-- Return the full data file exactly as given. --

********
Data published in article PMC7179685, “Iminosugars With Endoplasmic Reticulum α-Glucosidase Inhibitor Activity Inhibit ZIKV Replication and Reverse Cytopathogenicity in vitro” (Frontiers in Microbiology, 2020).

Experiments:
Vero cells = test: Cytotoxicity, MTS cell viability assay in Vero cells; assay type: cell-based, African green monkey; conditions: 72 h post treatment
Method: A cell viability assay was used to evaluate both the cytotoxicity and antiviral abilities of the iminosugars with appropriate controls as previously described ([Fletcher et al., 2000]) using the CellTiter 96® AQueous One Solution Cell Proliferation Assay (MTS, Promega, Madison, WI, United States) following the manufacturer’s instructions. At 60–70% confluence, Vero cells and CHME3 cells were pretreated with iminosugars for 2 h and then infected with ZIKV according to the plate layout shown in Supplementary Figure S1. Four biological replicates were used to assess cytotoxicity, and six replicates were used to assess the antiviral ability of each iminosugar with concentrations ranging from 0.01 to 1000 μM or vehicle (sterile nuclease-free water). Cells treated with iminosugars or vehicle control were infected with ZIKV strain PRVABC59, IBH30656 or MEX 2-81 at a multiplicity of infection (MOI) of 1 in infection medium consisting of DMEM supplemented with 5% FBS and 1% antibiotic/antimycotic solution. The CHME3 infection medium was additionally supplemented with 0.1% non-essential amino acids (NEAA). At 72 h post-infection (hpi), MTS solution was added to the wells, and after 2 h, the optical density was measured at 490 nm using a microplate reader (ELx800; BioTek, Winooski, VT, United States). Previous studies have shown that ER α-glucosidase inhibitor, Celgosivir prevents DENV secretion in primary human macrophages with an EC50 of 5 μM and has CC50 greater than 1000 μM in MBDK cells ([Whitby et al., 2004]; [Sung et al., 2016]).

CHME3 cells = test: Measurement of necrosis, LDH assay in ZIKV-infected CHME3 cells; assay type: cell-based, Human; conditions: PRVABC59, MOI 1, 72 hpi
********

Data published in article PMC7179685, “Iminosugars With Endoplasmic Reticulum α-Glucosidase Inhibitor Activity Inhibit ZIKV Replication and Reverse Cytopathogenicity in vitro” (Frontiers in Microbiology, 2020).

Experiments:
Vero cells = test: Cytotoxicity, MTS cell viability assay in Vero cells; assay type: cell-based, African green monkey; conditions: 72 h post treatment
Method: A cell viability assay was used to evaluate both the cytotoxicity and antiviral abilities of the iminosugars with appropriate controls as previously described ([Fletcher et al., 2000]) using the CellTiter 96® AQueous One Solution Cell Proliferation Assay (MTS, Promega, Madison, WI, United States) following the manufacturer’s instructions. At 60–70% confluence, Vero cells and CHME3 cells were pretreated with iminosugars for 2 h and then infected with ZIKV according to the plate layout shown in Supplementary Figure S1. Four biological replicates were used to assess cytotoxicity, and six replicates were used to assess the antiviral ability of each iminosugar with concentrations ranging from 0.01 to 1000 μM or vehicle (sterile nuclease-free water). Cells treated with iminosugars or vehicle control were infected with ZIKV strain PRVABC59, IBH30656 or MEX 2-81 at a multiplicity of infection (MOI) of 1 in infection medium consisting of DMEM supplemented with 5% FBS and 1% antibiotic/antimycotic solution. The CHME3 infection medium was additionally supplemented with 0.1% non-essential amino acids (NEAA). At 72 h post-infection (hpi), MTS solution was added to the wells, and after 2 h, the optical density was measured at 490 nm using a microplate reader (ELx800; BioTek, Winooski, VT, United States). Previous studies have shown that ER α-glucosidase inhibitor, Celgosivir prevents DENV secretion in primary human macrophages with an EC50 of 5 μM and has CC50 greater than 1000 μM in MBDK cells ([Whitby et al., 2004]; [Sung et al., 2016]).

CHME3 cells = test: Measurement of necrosis, LDH assay in ZIKV-infected CHME3 cells; assay type: cell-based, Human; conditions: PRVABC59, MOI 1, 72 hpi